PM Erdoğan pleased with Öcalan’s role in peace initiative
4 February 2013 /TODAY’S ZAMAN, ANKARA – Prime Minister Recep Tayyip Erdoğan affirmed that the role Abdullah Öcalan, the jailed leader of the terrorist Kurdistan Workers’ Party (PKK), is playing in the peace initiative, which the government recently started to settle the Kurdish issue, is a positive one.
“We observe, as information passed on to us by our intelligence agency indicates, that messages İmralı [with reference to Öcalan who is being kept in prison on İmralı island] sends are very important,” Prime Minister Erdoğan said. His comments draw attention to messages communicated, in the wake of the peace initiative the Justice and Development Party (AK Party) started, by those in the Kandil Mountains in northern Iraq, where the PKK headquarters are located and by those in Europe who are affiliated with the PKK as well as by the members of the pro-Kurdish Peace and Democracy Party (BDP).
But Erdoğan seemingly prefers to adopt a cautiously optimistic attitude concerning the settlement of Turkey’s terror problem. “It may be wrong here to confuse targets [formerly] set with the present situation,” he said at a press conference he held at İstanbul’s Atatürk Airport on Sunday before he left for a trip to visit three central European countries, Czech Republic, Hungary and Slovakia.
“It’s out of the question that we stop fighting against the separatist terrorist organization, unless it lays down arms,” he added, but also noted that Turkey would allow the terrorists to leave the country in a safe way, implying that Turkish security forces wouldn’t launch operations against terrorists who wanted to get out of Turkey. The prime minister’s words indicated he attributes utmost importance to peace in the southeast region where Kurdish population is dominant. “Our security forces are not itching to stage operations, but fighting against terrorism is their primary duty,” he remarked. In response to a question about whether the terror problem would be finished by June as speculated, “Nowhere in the world would any such schedule in the fight against terrorism be set,” the prime minister said. “Besides, we are not negotiating with anybody, because we wouldn’t ever sit at a negotiating table with an illegal organization.” Erdoğan also said, in a clear reference to the BDP, Turkish officials would keep communicating with those who are known to be the PKK’s political branch in Turkey.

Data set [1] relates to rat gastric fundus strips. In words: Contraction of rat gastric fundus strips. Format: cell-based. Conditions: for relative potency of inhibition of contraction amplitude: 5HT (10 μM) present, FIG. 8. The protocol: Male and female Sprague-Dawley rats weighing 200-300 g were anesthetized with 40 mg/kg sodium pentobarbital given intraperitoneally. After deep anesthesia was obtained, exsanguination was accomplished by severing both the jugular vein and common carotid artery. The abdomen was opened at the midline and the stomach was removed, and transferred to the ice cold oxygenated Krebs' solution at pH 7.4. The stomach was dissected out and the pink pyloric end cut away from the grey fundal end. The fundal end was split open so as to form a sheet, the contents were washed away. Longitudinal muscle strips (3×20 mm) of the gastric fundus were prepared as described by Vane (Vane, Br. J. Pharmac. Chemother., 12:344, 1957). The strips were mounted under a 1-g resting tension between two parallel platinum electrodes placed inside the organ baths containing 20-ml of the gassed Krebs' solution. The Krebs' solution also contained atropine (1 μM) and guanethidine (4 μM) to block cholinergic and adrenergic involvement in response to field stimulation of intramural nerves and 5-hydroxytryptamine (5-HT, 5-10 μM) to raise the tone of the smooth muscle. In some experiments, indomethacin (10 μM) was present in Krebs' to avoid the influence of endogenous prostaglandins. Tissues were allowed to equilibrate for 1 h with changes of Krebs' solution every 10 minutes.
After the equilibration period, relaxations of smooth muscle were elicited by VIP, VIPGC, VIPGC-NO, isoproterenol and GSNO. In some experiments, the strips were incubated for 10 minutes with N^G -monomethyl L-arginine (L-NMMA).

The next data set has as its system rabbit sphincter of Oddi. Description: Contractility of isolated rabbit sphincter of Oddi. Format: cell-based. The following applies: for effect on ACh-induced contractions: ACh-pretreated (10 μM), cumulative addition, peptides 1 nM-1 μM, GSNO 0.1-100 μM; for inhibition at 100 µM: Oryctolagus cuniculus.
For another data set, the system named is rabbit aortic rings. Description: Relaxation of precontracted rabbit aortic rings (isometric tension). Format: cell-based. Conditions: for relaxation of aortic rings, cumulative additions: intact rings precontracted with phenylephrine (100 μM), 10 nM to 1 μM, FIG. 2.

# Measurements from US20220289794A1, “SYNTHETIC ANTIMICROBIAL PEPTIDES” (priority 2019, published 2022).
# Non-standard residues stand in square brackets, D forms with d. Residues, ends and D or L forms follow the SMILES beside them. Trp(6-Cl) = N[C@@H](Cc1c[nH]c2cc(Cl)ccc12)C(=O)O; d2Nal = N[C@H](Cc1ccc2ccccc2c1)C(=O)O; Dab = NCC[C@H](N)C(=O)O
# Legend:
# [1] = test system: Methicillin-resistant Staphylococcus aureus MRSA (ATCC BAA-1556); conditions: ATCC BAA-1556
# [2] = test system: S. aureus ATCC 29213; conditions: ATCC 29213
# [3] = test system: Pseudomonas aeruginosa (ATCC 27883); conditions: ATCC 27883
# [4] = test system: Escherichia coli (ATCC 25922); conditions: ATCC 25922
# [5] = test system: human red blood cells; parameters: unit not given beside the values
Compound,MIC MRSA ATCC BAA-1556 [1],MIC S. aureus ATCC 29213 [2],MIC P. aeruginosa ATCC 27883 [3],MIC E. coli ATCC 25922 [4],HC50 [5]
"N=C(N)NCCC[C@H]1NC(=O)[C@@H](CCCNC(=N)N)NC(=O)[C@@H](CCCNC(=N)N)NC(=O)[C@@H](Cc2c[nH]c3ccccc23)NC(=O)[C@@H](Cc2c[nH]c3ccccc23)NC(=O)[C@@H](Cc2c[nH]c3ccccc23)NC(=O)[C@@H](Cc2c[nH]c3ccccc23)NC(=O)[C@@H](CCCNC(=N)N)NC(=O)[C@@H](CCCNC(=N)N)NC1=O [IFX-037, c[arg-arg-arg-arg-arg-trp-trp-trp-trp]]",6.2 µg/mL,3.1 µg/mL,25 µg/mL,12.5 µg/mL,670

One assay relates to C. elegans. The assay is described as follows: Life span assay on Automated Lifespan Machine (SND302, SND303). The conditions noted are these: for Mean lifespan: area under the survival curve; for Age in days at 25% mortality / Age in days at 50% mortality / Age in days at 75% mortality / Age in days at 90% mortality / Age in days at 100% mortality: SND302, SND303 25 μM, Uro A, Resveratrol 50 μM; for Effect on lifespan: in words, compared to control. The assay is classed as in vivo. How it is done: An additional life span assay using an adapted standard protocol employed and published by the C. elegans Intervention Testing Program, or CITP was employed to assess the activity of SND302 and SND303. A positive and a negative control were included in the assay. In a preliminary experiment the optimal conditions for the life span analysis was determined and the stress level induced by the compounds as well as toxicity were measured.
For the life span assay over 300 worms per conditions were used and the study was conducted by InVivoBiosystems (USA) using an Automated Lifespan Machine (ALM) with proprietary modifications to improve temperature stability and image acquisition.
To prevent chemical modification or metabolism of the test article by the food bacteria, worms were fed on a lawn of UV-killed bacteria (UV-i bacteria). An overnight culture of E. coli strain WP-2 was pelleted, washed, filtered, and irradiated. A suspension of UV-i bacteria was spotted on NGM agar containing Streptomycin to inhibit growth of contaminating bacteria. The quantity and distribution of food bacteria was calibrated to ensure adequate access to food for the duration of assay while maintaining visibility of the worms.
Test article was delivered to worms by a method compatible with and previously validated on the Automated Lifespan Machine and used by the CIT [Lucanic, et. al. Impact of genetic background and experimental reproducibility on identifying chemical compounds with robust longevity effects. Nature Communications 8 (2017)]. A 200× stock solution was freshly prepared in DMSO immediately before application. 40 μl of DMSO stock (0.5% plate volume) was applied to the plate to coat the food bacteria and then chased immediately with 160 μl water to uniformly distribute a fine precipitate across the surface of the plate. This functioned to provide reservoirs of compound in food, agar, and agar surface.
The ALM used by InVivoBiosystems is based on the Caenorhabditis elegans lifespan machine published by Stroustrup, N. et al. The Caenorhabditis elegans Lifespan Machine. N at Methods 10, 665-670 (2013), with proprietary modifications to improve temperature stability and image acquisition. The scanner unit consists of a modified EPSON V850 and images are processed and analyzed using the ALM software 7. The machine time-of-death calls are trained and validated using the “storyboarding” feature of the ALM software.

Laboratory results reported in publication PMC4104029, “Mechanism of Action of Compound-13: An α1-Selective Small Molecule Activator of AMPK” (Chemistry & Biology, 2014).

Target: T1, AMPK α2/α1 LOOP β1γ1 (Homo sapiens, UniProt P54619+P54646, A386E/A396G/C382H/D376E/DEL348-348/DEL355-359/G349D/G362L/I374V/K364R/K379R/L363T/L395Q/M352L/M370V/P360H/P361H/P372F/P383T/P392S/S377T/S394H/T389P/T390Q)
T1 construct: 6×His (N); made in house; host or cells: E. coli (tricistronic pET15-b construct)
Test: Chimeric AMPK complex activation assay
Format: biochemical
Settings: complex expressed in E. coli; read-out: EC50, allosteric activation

Following the visit, at the beginning of January, Mardin independent deputy and senior Kurdish politician Ahmet Türk, and BDP deputy Ayla Akat Ata paid to Öcalan at İmralı island to get Öcalan’s stance and directives as part of the government’s peace initiative, the question of when the second visit to İmralı would take place is on everybody’s mind. But Erdoğan didn’t give a clue about a possible date of a second İmralı visit. “We have not made a promise as regards a [second] visit to the island,” he said. Noting that the authority to issue permission for the visit is the Justice Ministry, “We will set a date after the ministry submits its proposal [as regards the date].
There is no definite date for the visit; no commitment that it will take place this week,” the prime minister said. In contrast to past years, for some time now, Erdoğan has been describing the problem not as a Kurdish problem, but as a terror problem. “There is no Kurdish problem, but there is a terror problem. We are against all types of ethnic nationalism. Let’s get together under the citizenship of Turkish Republic,” he stated, noting that the Kurdish identity is no longer being denied in Turkey.
The BDP demands that local municipalities should be given more power so that Kurds can get a kind of democratic autonomy. But the prime minister made it clear he doesn’t agree with those who seek that the authorities of local municipalities be reinforced. “Municipalities in Turkey are now stronger than they have ever been,” he said, noting that the municipalities enjoy good financial revenues. But he also added that in cities where the municipality is under the direction of the BDP, the financial resources are not being spent for the city, but for other purposes, with the implication that the cities’ resources are being transferred to the terrorist organization.
Selahattin Demirtaş, the co-chair of the BDP, complained at a BDP congress in Van on Saturday that Kurds have yet to see any positive results from the government’s peace initiative. Although he noted that they give support to the initiative on account of the confidence they and the Kurdish people have in Öcalan, “We attribute importance to words voiced, but we know it’s not possible to settle a hundred-year-old issue just with nice words,” he said.